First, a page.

Hi. My name is Heather. I know you’re probably going to call me, “Mom,” throughout most of this first meeting, and that’s o.k. I can take it, though I admit you’ll score bonus points if you take the time to remember me as something beyond my role today. But again, if you don’t, I’m not going to hold it against you. It’s not me that I want you to invest in, anyhow.
Your office is nice, by the way. Really nice. The fish tank in the waiting area is first class, and the book selection is divine. Trust me, I know a good office set up when I see it. We’ve made the rounds, as you know. Parents of special needs kids get around in the medical community. I won’t say I’ve seen it all; another hallmark of parenting these kiddos is the wisdom that I most certainly have not encountered every variant of every situation.
What I am an expert on, though, is this:
This tiny little guy on the table, swinging his legs under the paper gown and giggling as we make animal noises? This is my son. My son. Hear that? I know right now he’s “room 4” to you, or maybe, “the patient.” But he’s my son. So please, put down the office-issue laptop that holds all the files you currently think of as the little person in front of you and look. Look for just a minute and meet him. Not his alphabet soup of diagnoses. Meet him. Please.
His name is Phineas. He may or may not tell you if you ask but please, ask anyhow. I want you to see how his big blue eyes crinkle and his whole body shivers when he’s shy but also delighted. So much of Phin’s communication isn’t done with words. He’s an all-over-happy or all-over-sad kind of guy, and that’s what punctuates the normal flat effect. If you take the time to watch, he’ll tell you exactly what’s going on at any point in time through his wiggles or limpness.
I know what you see. I know that your brain is ticking off a checklist, making mental notes to ask for test results. I know you’re already thinking about the referrals you’re going to make, and the labs you want run. This is your job. I get it.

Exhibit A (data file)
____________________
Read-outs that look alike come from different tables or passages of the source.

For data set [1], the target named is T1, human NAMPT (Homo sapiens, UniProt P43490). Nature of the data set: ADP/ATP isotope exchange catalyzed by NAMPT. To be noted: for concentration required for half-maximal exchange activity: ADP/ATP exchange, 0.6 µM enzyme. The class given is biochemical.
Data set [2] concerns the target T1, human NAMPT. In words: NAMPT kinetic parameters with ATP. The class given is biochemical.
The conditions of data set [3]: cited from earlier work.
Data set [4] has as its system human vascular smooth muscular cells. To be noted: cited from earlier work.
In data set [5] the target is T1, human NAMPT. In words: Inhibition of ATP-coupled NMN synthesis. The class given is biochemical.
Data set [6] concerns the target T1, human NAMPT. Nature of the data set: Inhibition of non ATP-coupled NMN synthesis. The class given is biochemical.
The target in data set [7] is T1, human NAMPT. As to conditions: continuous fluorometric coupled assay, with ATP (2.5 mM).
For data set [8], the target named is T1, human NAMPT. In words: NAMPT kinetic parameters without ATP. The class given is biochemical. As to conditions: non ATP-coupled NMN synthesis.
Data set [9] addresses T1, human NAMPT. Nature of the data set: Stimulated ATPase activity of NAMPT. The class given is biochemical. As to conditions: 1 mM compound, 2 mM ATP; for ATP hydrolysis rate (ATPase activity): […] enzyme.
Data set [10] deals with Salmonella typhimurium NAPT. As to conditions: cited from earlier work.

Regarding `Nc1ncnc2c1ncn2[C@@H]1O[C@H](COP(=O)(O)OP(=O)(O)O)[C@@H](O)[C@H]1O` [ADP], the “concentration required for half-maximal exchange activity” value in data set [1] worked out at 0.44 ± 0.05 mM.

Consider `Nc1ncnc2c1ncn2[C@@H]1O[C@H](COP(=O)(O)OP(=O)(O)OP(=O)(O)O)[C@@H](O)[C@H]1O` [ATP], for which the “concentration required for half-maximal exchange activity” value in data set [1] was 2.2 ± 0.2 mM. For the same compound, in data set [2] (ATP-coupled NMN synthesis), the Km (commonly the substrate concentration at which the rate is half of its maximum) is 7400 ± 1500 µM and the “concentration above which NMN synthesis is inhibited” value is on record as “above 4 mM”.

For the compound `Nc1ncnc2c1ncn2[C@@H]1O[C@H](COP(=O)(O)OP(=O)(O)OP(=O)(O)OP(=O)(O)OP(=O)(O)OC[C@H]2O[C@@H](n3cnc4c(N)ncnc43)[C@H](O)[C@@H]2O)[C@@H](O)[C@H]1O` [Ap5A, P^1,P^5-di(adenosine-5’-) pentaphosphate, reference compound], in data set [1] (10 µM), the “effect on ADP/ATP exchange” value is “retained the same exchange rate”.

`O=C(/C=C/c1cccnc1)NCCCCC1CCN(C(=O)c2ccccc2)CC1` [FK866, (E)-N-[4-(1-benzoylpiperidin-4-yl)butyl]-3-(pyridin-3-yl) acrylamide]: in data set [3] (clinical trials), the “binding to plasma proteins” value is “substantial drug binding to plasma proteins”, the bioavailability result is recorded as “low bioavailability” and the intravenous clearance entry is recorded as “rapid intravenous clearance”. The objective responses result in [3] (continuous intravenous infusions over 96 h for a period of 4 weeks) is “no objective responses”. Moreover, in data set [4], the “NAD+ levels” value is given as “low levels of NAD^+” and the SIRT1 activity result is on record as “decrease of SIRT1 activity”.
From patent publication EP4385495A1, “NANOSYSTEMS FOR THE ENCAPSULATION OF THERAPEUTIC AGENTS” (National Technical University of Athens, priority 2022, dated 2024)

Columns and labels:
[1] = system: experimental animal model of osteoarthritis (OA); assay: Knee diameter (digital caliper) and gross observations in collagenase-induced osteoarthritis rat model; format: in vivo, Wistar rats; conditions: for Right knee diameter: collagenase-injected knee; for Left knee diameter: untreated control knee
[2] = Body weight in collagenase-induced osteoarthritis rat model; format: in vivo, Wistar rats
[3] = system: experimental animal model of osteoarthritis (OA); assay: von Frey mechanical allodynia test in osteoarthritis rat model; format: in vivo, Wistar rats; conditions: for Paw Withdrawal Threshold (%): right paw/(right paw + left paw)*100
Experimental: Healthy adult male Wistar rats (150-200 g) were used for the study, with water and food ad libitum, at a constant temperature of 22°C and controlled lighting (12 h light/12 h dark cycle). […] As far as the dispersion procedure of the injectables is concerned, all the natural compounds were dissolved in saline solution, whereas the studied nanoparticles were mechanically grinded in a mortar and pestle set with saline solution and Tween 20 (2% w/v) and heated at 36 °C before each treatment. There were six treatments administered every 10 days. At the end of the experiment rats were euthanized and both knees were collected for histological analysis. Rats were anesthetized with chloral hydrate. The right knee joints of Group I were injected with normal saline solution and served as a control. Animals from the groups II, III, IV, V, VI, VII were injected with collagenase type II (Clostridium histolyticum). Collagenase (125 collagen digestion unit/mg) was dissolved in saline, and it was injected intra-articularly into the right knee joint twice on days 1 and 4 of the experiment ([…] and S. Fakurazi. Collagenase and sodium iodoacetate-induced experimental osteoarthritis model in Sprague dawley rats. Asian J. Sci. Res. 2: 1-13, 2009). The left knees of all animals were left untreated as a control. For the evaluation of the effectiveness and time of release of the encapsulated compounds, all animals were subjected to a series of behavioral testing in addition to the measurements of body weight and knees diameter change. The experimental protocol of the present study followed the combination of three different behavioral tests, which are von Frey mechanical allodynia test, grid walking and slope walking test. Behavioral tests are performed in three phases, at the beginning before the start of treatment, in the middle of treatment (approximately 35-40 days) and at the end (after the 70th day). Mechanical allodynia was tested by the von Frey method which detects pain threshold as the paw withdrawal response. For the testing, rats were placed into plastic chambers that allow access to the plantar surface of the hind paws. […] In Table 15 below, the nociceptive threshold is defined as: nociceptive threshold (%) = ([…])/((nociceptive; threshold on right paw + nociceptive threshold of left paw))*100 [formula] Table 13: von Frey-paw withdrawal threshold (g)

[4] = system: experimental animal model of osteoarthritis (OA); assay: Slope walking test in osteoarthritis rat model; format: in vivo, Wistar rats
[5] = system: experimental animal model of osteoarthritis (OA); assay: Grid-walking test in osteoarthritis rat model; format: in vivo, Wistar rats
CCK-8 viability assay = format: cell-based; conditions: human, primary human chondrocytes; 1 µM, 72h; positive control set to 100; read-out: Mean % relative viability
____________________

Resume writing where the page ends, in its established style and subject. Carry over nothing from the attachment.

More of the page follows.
But this little guy? He’s more than my job. He’s my heart, walking around outside my body.
He is the little man who wakes up bleary every day and barely makes a noise until he’s had the chance to shake off the sleep with a few minutes of a quiet activity.
He is the boy who can’t get enough of Christmas: the lights, the songs, the tree, the inflatables in the neighbor’s yard.
He is the tiny voice singing, “To God Be the Glory,” as he scoots trains around a track.
He is the warm weight on my lap during Bible Study, or pulling my hand onto his head to stroke his hair as he sits beside me on the couch.
He is the shockingly good dance moves that keep us all clapping.
He is the one who fills a perfectly Phineas-shaped hole in our family.
So, please– meet my son. All of him. Not just his limitations. Not just his slow growth. Not just his enigmatic series of disabilities. Meet my son, Phineas. Get to know him, get to know us. Become a trusted member of the team that fights for Phineas every day, under every circumstance. Become someone who cares. We’re not simply looking for a person with letters after his or her name to write prescriptions or offer another rabbit trail that leads to yet another specialist’s door. Anyone can do that. We’re looking for a friend. An ally. A shoulder to cry on when things look their worst, and a cheerleader when things are their best.
It’s a tall order, I know. It’s more than I ask of anyone else who sees my other, neurotypical kids. But as a mother of a very special little boy, I need this. He needs this. And maybe, just maybe, you need it, too. If there’s one thing I’ve learned about people who allow Phineas into their heart, it’s that they are never the same. Perhaps our being here today is a door into something completely unexpected and wonderful for you. I hope so.
Now, let’s get to work.